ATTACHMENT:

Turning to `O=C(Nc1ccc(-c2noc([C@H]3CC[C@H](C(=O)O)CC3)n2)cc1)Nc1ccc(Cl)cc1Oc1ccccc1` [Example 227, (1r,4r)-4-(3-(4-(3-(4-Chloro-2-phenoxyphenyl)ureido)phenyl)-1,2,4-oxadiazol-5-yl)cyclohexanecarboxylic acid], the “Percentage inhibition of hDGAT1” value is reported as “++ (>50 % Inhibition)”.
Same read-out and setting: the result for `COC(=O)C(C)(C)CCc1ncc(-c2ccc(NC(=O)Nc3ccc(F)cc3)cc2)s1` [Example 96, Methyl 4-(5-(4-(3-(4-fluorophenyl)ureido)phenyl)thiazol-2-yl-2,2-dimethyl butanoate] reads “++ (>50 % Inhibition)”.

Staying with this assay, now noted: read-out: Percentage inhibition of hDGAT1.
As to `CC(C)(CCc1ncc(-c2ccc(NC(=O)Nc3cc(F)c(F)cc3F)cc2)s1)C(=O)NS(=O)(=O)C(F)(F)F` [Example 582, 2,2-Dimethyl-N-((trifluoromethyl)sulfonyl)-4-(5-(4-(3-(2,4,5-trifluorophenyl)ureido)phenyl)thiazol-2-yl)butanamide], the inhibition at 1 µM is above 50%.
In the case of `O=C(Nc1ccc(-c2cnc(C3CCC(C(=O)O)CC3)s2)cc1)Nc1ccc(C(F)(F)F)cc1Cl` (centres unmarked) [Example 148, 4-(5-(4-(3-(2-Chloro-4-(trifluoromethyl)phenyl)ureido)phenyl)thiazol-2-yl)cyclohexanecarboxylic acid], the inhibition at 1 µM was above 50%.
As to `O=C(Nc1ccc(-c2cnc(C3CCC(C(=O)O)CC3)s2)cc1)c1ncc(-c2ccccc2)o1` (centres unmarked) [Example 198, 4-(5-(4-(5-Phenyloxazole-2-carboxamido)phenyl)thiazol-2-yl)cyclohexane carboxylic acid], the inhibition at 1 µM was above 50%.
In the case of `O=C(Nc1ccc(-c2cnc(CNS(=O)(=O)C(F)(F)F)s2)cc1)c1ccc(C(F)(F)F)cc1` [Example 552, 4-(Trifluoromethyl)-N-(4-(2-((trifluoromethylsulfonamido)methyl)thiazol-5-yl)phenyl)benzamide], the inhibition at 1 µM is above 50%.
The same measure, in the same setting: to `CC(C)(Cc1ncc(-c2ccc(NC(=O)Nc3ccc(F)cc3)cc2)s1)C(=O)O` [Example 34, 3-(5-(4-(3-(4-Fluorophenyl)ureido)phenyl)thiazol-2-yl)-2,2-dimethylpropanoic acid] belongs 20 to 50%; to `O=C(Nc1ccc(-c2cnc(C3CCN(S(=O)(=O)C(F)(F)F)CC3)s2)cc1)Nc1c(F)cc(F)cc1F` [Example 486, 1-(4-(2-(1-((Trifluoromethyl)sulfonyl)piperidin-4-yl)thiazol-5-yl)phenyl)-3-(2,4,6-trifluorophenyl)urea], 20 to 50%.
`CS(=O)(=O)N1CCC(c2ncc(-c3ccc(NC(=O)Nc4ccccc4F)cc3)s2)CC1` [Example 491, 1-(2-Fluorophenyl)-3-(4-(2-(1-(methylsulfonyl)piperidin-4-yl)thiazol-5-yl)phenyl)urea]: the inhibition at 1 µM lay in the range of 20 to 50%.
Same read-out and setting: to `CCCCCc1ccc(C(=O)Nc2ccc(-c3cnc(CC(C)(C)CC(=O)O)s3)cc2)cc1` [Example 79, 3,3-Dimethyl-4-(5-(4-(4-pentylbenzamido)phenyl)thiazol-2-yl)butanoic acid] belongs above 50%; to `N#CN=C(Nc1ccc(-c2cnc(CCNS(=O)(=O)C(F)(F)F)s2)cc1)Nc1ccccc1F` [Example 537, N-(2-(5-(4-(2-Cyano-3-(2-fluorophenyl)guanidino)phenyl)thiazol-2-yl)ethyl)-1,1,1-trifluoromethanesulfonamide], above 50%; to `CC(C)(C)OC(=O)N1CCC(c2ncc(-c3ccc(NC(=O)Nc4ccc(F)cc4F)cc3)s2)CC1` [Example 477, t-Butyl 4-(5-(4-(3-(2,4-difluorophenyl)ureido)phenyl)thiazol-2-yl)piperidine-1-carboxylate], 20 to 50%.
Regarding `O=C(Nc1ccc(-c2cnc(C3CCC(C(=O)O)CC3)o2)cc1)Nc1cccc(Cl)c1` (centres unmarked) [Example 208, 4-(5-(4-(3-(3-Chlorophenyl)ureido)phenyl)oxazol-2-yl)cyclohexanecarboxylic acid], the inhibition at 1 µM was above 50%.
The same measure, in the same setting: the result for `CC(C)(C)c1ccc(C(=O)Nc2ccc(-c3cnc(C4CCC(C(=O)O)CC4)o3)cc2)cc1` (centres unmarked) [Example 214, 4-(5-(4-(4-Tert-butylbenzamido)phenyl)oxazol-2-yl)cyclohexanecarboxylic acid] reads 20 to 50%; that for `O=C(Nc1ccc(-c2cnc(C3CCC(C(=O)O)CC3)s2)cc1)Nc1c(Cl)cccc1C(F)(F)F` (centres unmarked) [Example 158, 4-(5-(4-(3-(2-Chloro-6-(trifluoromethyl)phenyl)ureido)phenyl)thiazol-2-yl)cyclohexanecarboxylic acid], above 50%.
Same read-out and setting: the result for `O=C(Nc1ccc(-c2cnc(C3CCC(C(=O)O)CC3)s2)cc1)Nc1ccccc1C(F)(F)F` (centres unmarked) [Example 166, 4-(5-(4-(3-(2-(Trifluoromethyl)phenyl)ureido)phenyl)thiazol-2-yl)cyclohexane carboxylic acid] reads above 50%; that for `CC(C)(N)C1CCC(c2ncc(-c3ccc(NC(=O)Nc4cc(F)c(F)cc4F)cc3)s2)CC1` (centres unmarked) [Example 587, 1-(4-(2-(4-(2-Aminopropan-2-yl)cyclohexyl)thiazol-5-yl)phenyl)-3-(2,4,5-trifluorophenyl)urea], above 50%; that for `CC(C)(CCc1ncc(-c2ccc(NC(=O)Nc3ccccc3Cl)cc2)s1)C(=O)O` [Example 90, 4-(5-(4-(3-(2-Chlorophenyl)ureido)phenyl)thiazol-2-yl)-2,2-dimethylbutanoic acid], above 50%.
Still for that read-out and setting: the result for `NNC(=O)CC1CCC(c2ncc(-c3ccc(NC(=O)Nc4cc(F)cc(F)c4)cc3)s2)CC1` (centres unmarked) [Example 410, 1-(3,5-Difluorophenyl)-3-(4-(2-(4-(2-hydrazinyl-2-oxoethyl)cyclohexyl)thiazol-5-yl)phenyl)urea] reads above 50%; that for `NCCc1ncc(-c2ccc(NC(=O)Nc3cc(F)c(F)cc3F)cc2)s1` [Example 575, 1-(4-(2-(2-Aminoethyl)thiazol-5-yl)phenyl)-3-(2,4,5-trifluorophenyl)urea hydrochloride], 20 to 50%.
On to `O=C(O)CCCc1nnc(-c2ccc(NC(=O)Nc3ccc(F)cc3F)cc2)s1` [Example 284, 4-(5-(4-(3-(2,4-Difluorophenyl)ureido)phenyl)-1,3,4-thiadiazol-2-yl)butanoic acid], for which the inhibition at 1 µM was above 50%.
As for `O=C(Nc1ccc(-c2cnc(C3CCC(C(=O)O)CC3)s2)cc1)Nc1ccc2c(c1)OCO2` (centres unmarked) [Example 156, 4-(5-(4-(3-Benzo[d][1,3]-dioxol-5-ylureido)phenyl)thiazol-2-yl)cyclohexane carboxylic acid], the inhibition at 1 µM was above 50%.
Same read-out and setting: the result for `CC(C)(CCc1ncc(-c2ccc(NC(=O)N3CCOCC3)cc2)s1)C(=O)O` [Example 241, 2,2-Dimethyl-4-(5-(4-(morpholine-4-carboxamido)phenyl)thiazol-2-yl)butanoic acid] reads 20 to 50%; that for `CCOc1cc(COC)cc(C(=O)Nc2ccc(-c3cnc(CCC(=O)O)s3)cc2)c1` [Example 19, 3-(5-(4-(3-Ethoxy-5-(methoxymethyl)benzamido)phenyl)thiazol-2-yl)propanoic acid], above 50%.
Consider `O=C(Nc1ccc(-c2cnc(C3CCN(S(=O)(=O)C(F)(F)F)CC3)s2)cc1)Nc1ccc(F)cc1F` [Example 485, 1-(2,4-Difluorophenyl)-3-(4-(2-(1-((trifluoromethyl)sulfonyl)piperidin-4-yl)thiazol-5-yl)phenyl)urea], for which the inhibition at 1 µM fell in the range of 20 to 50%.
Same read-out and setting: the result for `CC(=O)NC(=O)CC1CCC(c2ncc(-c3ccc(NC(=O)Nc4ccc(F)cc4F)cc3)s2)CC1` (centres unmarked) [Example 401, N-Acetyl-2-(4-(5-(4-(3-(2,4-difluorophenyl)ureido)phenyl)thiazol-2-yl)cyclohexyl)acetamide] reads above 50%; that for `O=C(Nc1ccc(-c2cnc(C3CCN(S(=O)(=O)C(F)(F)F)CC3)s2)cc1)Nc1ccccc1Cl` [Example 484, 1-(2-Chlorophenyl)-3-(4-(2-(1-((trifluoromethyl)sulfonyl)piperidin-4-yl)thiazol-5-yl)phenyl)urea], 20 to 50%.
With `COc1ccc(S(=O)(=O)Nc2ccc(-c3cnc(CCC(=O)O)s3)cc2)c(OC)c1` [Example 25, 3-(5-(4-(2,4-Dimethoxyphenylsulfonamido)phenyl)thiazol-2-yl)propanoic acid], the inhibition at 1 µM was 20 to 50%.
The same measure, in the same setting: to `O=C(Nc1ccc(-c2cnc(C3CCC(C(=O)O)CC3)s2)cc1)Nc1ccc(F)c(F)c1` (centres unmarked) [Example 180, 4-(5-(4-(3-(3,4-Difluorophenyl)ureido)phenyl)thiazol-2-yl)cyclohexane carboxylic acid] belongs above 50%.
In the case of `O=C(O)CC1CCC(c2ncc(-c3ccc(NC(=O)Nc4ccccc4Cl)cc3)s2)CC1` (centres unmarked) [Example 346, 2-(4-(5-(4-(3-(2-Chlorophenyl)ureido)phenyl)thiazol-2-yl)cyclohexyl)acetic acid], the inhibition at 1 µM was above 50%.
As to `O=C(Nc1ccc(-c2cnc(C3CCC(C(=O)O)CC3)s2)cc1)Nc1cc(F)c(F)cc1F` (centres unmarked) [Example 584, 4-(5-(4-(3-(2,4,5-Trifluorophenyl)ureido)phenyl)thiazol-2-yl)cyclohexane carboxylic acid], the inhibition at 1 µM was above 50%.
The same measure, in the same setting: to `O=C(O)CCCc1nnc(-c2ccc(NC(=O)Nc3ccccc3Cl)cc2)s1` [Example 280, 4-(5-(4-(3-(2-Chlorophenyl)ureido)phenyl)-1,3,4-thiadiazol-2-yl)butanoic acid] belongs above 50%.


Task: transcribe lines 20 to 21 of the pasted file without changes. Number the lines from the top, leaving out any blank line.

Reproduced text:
With `COc1ccc(S(=O)(=O)Nc2ccc(-c3cnc(CCC(=O)O)s3)cc2)c(OC)c1` [Example 25, 3-(5-(4-(2,4-Dimethoxyphenylsulfonamido)phenyl)thiazol-2-yl)propanoic acid], the inhibition at 1 µM was 20 to 50%.
The same measure, in the same setting: to `O=C(Nc1ccc(-c2cnc(C3CCC(C(=O)O)CC3)s2)cc1)Nc1ccc(F)c(F)c1` (centres unmarked) [Example 180, 4-(5-(4-(3-(3,4-Difluorophenyl)ureido)phenyl)thiazol-2-yl)cyclohexane carboxylic acid] belongs above 50%.